Posted 25 Jan 2018
Shelter responds to new government figures on rough sleeping
New government figures on rough sleeping released today show that in Autumn 2017, 4,751 people were rough sleeping in England – a 15% increase in a year, and a 169% increase since 2010 when the figures first started being recorded- this is the highest number yet.
Responding to the figures chief executive of Shelter Polly Neate, said: “These figures expose the worst pain inflicted by our housing crisis. We have failed as a society when so many people are forced to sleep rough. But they are not alone, the scourge of homelessness extends far beyond our streets. Hidden away in emergency B&B’s, temporary bedsits and on friend’s sofas are hundreds of thousands of other homeless people, including families with children.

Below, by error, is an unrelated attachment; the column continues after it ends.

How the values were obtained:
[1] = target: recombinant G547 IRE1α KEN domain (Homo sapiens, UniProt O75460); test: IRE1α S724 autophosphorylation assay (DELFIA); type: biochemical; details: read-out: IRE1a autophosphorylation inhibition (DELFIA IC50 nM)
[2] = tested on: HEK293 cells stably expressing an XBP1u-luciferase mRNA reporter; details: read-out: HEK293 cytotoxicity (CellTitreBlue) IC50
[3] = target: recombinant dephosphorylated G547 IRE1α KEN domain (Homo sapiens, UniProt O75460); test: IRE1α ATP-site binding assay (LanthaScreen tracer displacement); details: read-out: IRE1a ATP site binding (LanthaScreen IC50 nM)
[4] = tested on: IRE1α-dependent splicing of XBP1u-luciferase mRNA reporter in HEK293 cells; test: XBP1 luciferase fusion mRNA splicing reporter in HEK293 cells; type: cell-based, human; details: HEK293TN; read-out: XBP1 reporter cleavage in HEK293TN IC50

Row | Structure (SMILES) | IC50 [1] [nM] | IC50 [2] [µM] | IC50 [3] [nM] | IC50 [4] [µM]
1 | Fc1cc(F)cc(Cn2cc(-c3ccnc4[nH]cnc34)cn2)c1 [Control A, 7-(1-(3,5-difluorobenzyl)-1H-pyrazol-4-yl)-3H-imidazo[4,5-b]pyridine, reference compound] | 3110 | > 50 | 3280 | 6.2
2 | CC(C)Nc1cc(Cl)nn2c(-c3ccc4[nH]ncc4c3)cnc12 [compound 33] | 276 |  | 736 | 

“Most of these people are homeless simply because they couldn’t afford to live anywhere, a situation made worse by welfare cuts. While the intentions of the Homelessness Reduction Act are good, it cannot fix this crisis. To do that, the government must act to build a new generation of genuinely affordable homes to rent, as well as ensuring housing benefit is fit for purpose in the short-term.”
Notes to editors
- The data is published annually by the Ministry of Housing, Communities and Local Government. It is available here: https://www.gov.uk/government/collections/homelessness-statistics#rough-sleeping.
- Local authorities can either provide an estimate of rough sleeping or carry out a count. The counts take place between 1st October and 30th November each year
- The data has been collected since 2010
- Anyone who is worried about losing their home can get free and independent, expert advice from Shelter at www.shelter.org.uk/advice or by calling the helpline on 0808 800 4444.